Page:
Military history

Even until the Second World War, military science was written in English starting with capital letters, and was thought of as an academic discipline alongside Physics, Philosophy and the Medical Science. In part this was due to the general mystique that accompanied education in a World where as late as 1880s 75% of the European population was illiterate. The ability by the officers to make complex calculations required for the equally complex "evolutions" of the troop movements in linear warfare that increasingly dominated the Renaissance and later history, and the introduction of the gunpowder weapons into the equation of warfare only added to the veritable arcana of building fortifications as it seemed to the average individual. Until the early 19th century, one observer, a British veteran of the Napoleonic Wars, Major John Mitchell thought that it seemed nothing much had changed from the application of force on a battlefield since the days of the Greeks.[1] He suggested that this was primarily so because as Clausewitz suggested, "unlike in any other science or art, in war the object reacts".[2] Until this time, and even after the Franco-Prussian War, military science continued to be divided between the formal thinking of officers brought up in the "shadow" of Napoleonic Wars and younger officers like Ardant du Picq who tended to view fighting performance as rooted in the individual's and group psychology[3] and suggested detailed analysis of this. This set in motion the eventual fascination of the military organisations with application of quantitative and qualitative research to their theories of combat; the attempt to translate military thinking as philosophic concepts into concrete methods of combat. Military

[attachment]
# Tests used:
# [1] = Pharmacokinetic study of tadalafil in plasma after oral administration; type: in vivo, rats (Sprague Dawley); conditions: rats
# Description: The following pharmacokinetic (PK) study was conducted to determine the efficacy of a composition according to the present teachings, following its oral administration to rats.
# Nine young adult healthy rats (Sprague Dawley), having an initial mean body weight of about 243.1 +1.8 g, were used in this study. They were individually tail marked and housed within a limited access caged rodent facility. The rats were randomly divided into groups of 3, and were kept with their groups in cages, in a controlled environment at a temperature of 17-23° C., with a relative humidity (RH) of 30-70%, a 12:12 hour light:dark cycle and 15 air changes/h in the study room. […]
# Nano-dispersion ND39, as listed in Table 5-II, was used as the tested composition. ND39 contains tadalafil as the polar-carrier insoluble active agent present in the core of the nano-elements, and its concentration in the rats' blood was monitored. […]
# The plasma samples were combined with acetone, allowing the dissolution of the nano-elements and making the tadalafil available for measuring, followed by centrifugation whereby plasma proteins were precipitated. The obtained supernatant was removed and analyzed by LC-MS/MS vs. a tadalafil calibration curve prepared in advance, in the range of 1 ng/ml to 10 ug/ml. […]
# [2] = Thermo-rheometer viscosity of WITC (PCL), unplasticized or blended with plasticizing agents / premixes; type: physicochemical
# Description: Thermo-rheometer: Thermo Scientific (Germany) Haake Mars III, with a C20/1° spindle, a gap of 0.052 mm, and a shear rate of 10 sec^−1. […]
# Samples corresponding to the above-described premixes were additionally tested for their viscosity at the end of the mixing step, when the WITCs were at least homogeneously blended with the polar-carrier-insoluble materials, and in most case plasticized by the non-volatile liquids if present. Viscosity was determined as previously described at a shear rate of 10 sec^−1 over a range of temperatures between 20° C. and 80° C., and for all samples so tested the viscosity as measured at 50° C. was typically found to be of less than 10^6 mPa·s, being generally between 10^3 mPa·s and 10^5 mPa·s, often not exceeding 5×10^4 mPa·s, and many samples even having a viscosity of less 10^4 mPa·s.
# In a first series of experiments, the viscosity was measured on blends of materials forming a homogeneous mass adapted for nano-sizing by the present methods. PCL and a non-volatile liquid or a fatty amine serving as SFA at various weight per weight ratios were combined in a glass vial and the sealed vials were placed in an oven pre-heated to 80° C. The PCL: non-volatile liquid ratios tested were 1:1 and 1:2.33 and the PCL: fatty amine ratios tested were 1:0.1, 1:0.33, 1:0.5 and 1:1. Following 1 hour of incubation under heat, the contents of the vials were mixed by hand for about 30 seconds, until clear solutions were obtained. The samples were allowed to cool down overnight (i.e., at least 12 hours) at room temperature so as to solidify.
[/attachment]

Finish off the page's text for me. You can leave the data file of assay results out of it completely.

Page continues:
implements, the supply of an army, its organization, tactics, and discipline, have constituted the elements of military science in all ages; but improvement in weapons and accoutrements appears to lead and control all the rest.[4] The breakthrough of sorts made by Clausewitz in suggesting eight principles on which such methods can be based, in Europe, for the first time presented an opportunity to largely remove the element of chance and error from command decision making process.[5] At this time emphasis was made on the Topography (including Trigonometry), Military art (Military science),[6] Military history, Organisation of the Army in the field, Artillery and Science of Projectiles, Field fortifications and Permanent fortifications, Military legislation, Military administration and Manoeuvres. The military science on which the model of German combat operations was built for the First World War remained largely unaltered from the Napoleonic model, but took into the consideration the vast improvements in the firepower and the ability to conduct "great battles of annihilation" through rapid concentration of force, strategic mobility, and the maintenance of the strategic offensive[8] better known as the Cult of the offensive. The key to this, and other modes of thinking about war remained analysis of military history and attempts to derive tangible lessons that could be replicated again with equal success on another battlefield as a sort of bloody laboratory of military science. Few were bloodier than the fields of the Western Front between 1914 and 1918. Fascinatingly the man who probably understood Clausewitz better than most, Marshal Foch would initially participate in events that nearly destroyed the French Army